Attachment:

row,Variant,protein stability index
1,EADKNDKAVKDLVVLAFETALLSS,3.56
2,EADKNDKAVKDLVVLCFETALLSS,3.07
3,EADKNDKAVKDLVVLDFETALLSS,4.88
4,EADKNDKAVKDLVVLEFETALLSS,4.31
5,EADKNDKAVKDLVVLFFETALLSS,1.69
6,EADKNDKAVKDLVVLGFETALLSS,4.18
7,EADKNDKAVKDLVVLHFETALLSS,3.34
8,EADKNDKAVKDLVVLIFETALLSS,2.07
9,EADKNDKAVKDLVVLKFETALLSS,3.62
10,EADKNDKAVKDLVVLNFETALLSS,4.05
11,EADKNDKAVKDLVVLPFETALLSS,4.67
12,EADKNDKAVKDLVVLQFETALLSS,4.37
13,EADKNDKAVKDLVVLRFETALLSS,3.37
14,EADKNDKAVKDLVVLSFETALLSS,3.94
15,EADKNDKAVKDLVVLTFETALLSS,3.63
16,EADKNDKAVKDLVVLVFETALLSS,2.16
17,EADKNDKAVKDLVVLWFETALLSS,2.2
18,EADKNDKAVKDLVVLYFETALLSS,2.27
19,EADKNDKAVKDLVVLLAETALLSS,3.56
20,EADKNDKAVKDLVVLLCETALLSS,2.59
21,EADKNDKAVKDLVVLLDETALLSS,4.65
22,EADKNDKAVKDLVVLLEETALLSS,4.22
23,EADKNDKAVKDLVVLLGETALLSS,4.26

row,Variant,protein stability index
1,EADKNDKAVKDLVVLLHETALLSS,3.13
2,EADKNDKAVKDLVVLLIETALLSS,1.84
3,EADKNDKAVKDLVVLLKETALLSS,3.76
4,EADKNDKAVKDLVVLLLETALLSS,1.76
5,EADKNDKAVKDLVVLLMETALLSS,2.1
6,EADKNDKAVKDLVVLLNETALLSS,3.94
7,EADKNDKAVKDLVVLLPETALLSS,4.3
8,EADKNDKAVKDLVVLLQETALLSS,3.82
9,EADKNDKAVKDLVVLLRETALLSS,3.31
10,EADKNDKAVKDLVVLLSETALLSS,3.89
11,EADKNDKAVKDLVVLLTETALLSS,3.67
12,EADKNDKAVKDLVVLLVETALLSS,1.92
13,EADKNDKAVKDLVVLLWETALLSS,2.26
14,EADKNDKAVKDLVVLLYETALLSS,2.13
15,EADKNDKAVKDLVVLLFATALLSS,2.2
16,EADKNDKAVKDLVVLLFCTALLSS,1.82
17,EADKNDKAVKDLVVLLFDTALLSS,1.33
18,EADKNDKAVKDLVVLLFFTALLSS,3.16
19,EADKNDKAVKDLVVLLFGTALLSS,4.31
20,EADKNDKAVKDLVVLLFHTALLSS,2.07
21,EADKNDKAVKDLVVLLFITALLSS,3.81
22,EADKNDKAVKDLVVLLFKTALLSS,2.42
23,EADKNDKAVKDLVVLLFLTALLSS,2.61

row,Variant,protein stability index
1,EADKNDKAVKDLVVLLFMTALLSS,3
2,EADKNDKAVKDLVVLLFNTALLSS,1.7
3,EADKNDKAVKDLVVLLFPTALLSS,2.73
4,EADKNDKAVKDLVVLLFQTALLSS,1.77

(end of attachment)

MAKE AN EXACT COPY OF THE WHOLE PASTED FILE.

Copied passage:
row,Variant,protein stability index
1,EADKNDKAVKDLVVLAFETALLSS,3.56
2,EADKNDKAVKDLVVLCFETALLSS,3.07
3,EADKNDKAVKDLVVLDFETALLSS,4.88
4,EADKNDKAVKDLVVLEFETALLSS,4.31
5,EADKNDKAVKDLVVLFFETALLSS,1.69
6,EADKNDKAVKDLVVLGFETALLSS,4.18
7,EADKNDKAVKDLVVLHFETALLSS,3.34
8,EADKNDKAVKDLVVLIFETALLSS,2.07
9,EADKNDKAVKDLVVLKFETALLSS,3.62
10,EADKNDKAVKDLVVLNFETALLSS,4.05
11,EADKNDKAVKDLVVLPFETALLSS,4.67
12,EADKNDKAVKDLVVLQFETALLSS,4.37
13,EADKNDKAVKDLVVLRFETALLSS,3.37
14,EADKNDKAVKDLVVLSFETALLSS,3.94
15,EADKNDKAVKDLVVLTFETALLSS,3.63
16,EADKNDKAVKDLVVLVFETALLSS,2.16
17,EADKNDKAVKDLVVLWFETALLSS,2.2
18,EADKNDKAVKDLVVLYFETALLSS,2.27
19,EADKNDKAVKDLVVLLAETALLSS,3.56
20,EADKNDKAVKDLVVLLCETALLSS,2.59
21,EADKNDKAVKDLVVLLDETALLSS,4.65
22,EADKNDKAVKDLVVLLEETALLSS,4.22
23,EADKNDKAVKDLVVLLGETALLSS,4.26

row,Variant,protein stability index
1,EADKNDKAVKDLVVLLHETALLSS,3.13
2,EADKNDKAVKDLVVLLIETALLSS,1.84
3,EADKNDKAVKDLVVLLKETALLSS,3.76
4,EADKNDKAVKDLVVLLLETALLSS,1.76
5,EADKNDKAVKDLVVLLMETALLSS,2.1
6,EADKNDKAVKDLVVLLNETALLSS,3.94
7,EADKNDKAVKDLVVLLPETALLSS,4.3
8,EADKNDKAVKDLVVLLQETALLSS,3.82
9,EADKNDKAVKDLVVLLRETALLSS,3.31
10,EADKNDKAVKDLVVLLSETALLSS,3.89
11,EADKNDKAVKDLVVLLTETALLSS,3.67
12,EADKNDKAVKDLVVLLVETALLSS,1.92
13,EADKNDKAVKDLVVLLWETALLSS,2.26
14,EADKNDKAVKDLVVLLYETALLSS,2.13
15,EADKNDKAVKDLVVLLFATALLSS,2.2
16,EADKNDKAVKDLVVLLFCTALLSS,1.82
17,EADKNDKAVKDLVVLLFDTALLSS,1.33
18,EADKNDKAVKDLVVLLFFTALLSS,3.16
19,EADKNDKAVKDLVVLLFGTALLSS,4.31
20,EADKNDKAVKDLVVLLFHTALLSS,2.07
21,EADKNDKAVKDLVVLLFITALLSS,3.81
22,EADKNDKAVKDLVVLLFKTALLSS,2.42
23,EADKNDKAVKDLVVLLFLTALLSS,2.61

row,Variant,protein stability index
1,EADKNDKAVKDLVVLLFMTALLSS,3
2,EADKNDKAVKDLVVLLFNTALLSS,1.7
3,EADKNDKAVKDLVVLLFPTALLSS,2.73
4,EADKNDKAVKDLVVLLFQTALLSS,1.77